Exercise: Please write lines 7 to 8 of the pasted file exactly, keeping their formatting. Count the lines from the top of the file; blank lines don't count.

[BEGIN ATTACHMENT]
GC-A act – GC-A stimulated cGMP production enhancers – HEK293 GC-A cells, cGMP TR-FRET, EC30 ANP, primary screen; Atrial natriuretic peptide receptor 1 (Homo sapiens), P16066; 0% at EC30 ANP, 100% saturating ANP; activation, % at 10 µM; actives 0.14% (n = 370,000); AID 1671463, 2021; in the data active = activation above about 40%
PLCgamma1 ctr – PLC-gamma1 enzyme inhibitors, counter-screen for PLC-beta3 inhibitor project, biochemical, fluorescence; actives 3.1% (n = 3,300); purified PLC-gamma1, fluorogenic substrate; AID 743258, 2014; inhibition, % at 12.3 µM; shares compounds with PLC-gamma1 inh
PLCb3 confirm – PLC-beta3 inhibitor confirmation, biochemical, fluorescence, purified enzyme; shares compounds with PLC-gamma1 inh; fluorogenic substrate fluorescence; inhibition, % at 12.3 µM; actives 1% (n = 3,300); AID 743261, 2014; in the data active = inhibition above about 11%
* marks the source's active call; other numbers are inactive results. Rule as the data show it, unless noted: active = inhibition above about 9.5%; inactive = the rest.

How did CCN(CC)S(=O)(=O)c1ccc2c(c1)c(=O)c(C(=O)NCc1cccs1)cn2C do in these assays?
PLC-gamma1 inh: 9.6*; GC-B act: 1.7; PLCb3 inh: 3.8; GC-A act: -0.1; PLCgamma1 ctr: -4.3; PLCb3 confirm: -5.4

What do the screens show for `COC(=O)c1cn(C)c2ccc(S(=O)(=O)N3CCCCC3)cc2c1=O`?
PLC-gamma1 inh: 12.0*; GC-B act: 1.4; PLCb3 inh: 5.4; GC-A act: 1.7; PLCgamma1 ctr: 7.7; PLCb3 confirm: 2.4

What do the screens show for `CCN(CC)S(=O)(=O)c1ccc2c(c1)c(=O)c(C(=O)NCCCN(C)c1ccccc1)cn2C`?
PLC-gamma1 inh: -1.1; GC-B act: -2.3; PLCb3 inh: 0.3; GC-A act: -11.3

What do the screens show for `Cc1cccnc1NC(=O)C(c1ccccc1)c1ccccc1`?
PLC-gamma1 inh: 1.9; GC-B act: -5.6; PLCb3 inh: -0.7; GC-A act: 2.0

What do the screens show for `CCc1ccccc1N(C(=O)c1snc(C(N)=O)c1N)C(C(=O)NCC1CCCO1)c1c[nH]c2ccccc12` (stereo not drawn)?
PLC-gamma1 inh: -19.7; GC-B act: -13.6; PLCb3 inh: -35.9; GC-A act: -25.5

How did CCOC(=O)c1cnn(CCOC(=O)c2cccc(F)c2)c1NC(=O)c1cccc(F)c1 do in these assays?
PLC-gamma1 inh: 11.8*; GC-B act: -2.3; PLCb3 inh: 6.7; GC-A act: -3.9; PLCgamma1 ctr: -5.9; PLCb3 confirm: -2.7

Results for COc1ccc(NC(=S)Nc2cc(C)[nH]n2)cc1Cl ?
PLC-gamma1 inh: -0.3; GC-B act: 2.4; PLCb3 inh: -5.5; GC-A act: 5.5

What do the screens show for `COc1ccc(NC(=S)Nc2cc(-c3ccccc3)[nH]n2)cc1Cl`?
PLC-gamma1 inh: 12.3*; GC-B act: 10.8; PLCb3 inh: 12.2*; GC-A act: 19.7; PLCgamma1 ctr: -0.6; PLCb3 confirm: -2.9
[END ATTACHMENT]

What do the screens show for `COC(=O)c1cn(C)c2ccc(S(=O)(=O)N3CCCCC3)cc2c1=O`?
PLC-gamma1 inh: 12.0*; GC-B act: 1.4; PLCb3 inh: 5.4; GC-A act: 1.7; PLCgamma1 ctr: 7.7; PLCb3 confirm: 2.4